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States should stop blaming each other on stubble burning, need to take it seriously: Kejriwal

Chief Minister Arvind Kejriwal on Tuesday said state governments should stop blaming each other and work together to find a solution to the issue of stubble burning, one of the major reasons for the yearly problem of poor air in Delhi-NCR during winters.

Kejriwal said while farmers of neighbouring states and people of Delhi are bearing the brunt of stubble burning, “governments have shut their eyes”.

“State governments should stop blaming each other. We have to work together to find a solution to the issue… All agencies and governments need to take it seriously now,” he told reporters in Hiranki village in Narela where the spraying of Pusa bio-decomposer solution started on Tuesday.

The solution, experts say, can turn the stubble into manure in 15 to 20 days and, therefore, can prevent stubble burning.

Kejriwal said that if the Delhi government can make efforts to prevent stubble burning, so can other state governments.

“When the process was in its initial phase, I made attempts to contact the Central government and if they wanted, they could have worked with us to address the issue,” he said.

“We got to know about the technology developed by the Pusa Institute in September, and so did they. We have to work together with sincerity,” he said.

The Pusa bio-decompose’ is being sprayed free of cost in around 800 hectares of land in Delhi where non-basmati rice is grown.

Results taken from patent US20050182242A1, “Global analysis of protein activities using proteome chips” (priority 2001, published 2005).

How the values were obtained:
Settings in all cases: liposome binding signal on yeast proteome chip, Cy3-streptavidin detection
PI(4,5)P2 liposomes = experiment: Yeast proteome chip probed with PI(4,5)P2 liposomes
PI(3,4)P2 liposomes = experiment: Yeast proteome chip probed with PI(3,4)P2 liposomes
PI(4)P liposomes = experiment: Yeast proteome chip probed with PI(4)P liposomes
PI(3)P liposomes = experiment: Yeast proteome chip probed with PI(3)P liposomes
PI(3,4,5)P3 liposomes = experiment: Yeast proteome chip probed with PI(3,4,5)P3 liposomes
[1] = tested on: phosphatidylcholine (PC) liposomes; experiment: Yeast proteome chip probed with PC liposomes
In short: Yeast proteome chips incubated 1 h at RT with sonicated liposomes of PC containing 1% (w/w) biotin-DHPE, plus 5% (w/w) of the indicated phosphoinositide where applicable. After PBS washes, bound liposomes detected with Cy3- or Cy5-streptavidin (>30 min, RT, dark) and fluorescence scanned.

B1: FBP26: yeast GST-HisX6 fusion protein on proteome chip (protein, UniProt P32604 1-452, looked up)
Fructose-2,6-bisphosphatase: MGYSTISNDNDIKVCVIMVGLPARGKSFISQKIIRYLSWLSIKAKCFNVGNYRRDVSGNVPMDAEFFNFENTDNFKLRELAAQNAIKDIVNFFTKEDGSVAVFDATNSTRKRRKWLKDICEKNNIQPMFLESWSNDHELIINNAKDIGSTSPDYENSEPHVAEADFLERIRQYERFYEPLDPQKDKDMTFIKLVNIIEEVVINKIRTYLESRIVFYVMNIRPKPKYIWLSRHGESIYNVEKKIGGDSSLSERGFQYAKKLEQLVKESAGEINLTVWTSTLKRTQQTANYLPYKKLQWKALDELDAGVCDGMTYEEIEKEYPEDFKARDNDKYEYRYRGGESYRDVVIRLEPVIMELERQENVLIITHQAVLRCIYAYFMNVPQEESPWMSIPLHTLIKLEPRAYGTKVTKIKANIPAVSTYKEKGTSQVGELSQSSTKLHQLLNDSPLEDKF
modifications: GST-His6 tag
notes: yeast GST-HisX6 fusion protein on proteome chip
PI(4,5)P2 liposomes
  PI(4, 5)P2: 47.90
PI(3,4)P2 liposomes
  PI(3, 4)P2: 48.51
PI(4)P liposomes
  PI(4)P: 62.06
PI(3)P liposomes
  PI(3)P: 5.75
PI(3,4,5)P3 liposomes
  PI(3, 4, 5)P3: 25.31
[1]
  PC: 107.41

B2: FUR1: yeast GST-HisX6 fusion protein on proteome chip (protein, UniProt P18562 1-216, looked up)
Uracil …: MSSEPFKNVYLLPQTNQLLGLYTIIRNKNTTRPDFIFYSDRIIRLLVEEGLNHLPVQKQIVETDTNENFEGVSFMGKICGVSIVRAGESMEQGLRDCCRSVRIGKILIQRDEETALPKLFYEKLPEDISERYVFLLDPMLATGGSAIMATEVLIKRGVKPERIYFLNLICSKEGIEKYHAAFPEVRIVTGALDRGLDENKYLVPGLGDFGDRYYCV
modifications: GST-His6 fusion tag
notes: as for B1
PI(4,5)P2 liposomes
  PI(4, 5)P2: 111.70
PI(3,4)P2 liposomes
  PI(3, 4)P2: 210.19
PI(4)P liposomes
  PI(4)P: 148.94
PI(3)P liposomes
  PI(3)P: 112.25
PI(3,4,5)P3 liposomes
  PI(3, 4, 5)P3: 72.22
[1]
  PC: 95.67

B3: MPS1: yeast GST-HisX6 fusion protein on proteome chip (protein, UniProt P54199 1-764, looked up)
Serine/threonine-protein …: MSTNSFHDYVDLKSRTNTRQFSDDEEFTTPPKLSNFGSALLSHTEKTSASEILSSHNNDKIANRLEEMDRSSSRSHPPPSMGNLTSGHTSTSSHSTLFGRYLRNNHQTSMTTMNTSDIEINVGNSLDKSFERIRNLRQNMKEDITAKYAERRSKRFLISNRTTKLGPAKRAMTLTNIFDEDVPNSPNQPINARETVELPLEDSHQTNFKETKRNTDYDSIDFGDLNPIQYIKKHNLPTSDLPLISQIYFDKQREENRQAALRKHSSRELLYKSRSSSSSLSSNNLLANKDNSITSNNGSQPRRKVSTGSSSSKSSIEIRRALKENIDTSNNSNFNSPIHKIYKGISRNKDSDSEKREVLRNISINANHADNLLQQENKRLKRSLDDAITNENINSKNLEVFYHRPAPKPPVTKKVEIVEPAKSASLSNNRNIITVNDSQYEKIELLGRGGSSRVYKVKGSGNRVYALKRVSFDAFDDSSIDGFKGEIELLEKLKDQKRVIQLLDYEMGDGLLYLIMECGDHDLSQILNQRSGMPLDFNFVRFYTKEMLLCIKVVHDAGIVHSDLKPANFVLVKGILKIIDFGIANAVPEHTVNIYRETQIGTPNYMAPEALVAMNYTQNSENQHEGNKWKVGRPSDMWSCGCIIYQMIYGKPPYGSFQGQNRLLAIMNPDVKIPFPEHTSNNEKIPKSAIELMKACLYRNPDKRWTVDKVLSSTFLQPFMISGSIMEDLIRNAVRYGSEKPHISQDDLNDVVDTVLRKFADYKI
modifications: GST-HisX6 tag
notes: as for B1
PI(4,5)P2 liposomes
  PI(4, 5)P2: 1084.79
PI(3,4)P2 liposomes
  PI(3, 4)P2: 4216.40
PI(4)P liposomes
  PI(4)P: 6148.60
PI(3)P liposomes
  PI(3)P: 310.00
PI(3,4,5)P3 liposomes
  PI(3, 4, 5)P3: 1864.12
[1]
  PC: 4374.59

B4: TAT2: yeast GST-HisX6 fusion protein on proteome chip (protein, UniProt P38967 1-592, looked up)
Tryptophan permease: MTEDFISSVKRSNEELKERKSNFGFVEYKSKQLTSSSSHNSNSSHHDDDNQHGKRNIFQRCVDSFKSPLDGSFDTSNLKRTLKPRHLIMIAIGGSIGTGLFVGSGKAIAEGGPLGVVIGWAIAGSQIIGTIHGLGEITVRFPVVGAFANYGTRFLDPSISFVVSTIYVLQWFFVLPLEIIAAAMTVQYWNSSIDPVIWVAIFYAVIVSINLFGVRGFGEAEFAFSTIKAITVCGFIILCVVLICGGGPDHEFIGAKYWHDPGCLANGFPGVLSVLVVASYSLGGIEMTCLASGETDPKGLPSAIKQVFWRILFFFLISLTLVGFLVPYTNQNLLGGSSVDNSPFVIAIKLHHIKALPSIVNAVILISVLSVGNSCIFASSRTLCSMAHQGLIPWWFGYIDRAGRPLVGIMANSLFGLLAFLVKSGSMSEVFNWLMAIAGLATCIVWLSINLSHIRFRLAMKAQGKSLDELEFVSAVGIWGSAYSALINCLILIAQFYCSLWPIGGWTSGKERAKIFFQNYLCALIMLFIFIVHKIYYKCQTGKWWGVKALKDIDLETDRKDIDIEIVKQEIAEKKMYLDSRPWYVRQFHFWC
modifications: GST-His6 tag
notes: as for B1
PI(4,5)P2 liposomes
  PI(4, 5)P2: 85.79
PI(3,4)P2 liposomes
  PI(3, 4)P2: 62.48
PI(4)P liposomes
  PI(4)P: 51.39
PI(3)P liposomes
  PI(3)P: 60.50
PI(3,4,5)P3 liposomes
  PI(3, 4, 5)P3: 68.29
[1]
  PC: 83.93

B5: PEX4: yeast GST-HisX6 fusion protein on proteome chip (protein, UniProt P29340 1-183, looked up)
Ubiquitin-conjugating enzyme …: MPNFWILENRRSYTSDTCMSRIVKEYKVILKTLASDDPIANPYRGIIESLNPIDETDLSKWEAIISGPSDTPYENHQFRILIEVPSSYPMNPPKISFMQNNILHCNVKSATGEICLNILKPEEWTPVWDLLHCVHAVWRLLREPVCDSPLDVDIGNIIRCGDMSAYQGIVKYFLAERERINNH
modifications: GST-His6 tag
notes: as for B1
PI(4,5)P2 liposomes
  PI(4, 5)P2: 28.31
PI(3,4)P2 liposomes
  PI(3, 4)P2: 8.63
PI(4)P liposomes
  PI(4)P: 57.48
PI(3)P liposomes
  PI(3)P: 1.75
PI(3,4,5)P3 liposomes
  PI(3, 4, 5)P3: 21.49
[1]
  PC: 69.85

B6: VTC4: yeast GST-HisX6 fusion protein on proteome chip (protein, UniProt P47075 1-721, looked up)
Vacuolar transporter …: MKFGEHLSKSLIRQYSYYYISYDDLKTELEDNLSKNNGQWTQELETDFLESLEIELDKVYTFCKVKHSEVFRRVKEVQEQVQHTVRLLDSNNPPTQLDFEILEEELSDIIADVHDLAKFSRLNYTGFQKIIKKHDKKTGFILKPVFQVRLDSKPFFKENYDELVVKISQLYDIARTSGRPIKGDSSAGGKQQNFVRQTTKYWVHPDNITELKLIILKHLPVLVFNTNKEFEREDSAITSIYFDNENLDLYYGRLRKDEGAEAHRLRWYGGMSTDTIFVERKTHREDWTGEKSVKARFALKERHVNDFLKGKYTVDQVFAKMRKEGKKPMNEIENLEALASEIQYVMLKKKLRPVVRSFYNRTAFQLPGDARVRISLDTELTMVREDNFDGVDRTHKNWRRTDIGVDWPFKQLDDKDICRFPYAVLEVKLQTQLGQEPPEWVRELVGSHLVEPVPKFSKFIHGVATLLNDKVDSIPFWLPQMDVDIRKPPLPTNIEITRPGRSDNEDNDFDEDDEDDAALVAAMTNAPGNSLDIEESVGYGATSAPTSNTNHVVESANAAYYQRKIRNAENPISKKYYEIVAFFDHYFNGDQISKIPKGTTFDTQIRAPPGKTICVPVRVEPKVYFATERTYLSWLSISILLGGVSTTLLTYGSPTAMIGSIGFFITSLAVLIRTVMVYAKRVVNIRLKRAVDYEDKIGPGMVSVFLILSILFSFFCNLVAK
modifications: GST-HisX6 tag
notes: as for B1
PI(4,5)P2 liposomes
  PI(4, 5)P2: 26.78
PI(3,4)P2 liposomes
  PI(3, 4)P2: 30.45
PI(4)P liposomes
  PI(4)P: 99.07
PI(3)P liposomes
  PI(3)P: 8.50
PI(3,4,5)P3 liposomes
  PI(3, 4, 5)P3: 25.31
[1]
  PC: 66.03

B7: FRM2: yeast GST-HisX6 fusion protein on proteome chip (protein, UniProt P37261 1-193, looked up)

The chief minister said he was worried about farm fires in neighbouring states.

“The smoke has started affecting Delhi’s air quality…Air pollution was under control for the last 10 months, but it has started increasing again,” he said.

Imagine the impact of stubble burning on the families of farmers who have no option but to burn the crop residue. Farmers don’t burn it willfully, he said.

“While the farmers of neighbouring states and the people of Delhi are bearing the brunt of stubble burning, governments have shut their eyes. I hope that they take concrete steps so that the entire north India gets rid of high levels of air pollution,” he said.

The national capital’s air quality hit the “very poor” category on Tuesday morning, the first time since February, with calm winds and low temperatures allowing accumulation of pollutants.

According to the Ministry of Earth Sciences’ Air Quality Early Warning System for Delhi, an increase in farm fires in Punjab, Haryana and neighbouring regions of Pakistan is also going to impact the air quality in Delhi-NCR.

The city recorded an air quality index (AQI) of 303 at 8:30 am, which falls in the “very poor” category.

An AQI between 0 and 50 is considered ‘good’, 51 and 100 ‘satisfactory’, 101 and 200 ‘moderate’, 201 and 300 ‘poor’, 301 and 400 ‘very poor’, and 401 and 500 ‘severe’.

NASA’s satellite imagery showed a large cluster of fires near Amritsar and Firozpur in Punjab and Patiala, Ambala and Kaithal in Haryana.

According to the System of Air Quality and Weather Forecasting and Research, farm fires contributed 3 percent particulate matter to Delhi’s PM2.5 concentration on Monday.